The latest Android smartphone loaded web pages 52 percent faster than iPhone 4 running iOS 4.3, according to thousands of independent field tests by Blaze Software.

The web page load times were about a second apart for the two devices in a study that amassed 45,000 load tests in all. For Android 2.3 on the Google Nexus S smartphone using a version of Chrome, the median load time was 2.144 seconds, compared to 3.254 seconds for iPhone 4 on iOS 4.3 running a version of Safari, according to the study.

Blaze used Fortune 1,000 websites for the tests, running the web page loading tests repeatedly over Wi-Fi and 3G wireless connections with nothing else running on the phones at the time. The Android phone was faster than the iPhone in loading 84 percent of the tested websites. "Android wasn't just faster overall, but rather provided a faster browsing experience four times out of five," the study said.

Blaze was keen to describe its tests as objective; David Horne, marketing programs manager for Blaze, stated that the firm has no association with Google or Apple "in any form". Blaze writes software to automatically accelerate website speeds and created a mobile testing tool used in the Android-iPhone study to be able to analyse mobile web performance and to "discover new optimisation to add to our core product," Horne explained.

While Android came out ahead in the load time comparison, the study noted that both are "generally fast". However, the study also noted that "browser speed is a big deal" and had been a prominent point when both Apple and Google recently noted their improved JavaScript engines. "Browser performance is all the rage, and everybody says theirs is faster," the study added.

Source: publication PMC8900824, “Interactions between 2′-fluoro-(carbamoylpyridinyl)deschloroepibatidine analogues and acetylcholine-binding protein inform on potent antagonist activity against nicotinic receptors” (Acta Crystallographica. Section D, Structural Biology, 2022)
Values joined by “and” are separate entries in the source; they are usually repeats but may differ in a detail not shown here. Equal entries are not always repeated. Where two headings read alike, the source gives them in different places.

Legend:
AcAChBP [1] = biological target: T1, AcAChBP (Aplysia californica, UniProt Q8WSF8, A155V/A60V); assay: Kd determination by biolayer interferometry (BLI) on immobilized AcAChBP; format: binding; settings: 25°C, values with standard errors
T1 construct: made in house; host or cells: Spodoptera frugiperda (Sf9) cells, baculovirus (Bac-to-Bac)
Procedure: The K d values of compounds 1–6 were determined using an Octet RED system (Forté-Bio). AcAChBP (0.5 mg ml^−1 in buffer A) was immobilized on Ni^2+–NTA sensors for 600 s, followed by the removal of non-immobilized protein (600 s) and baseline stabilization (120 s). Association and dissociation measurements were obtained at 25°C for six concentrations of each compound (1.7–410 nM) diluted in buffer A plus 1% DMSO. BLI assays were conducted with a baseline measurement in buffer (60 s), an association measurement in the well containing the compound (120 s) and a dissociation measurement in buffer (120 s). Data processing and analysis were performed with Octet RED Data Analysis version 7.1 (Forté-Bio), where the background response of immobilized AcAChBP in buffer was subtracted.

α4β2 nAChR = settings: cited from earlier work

The study's authors said they were surprised by the results.

One surprise came because both iPhone and Android had optimised JavaScript engines in their latest versions, but were not much faster than previous versions also tested, Blaze said. "Both Apple and Google tout great performance improvements [with optimised JavaScript] but those seem to be reserved to JavaScript benchmarks and high-complexity apps," the study said. "If you expect pages to show up faster after an upgrade, you'll be sorely disappointed."

Blaze said part of the problem is that the SunSpider JavaScript benchmark, a kind of custom test used by Apple and Google, and other benchmark tests "are very different than real-world sites and don't reflect the actual user experience." Blaze said it measured the load time of web pages, "mimicking the experience users would get when browsing on their smartphones."

Other testing groups have only compared a small set of sites manually, Blaze said.

Additionally, of the 1,000 sites tested, 175 were customised for mobile access. The iPhone improved the time to load a mobile website by 39 percent over other standard websites, while Android improved the difference in the two types of sites by 8 percent. Still, Android loaded both types faster than the iPhone 4.

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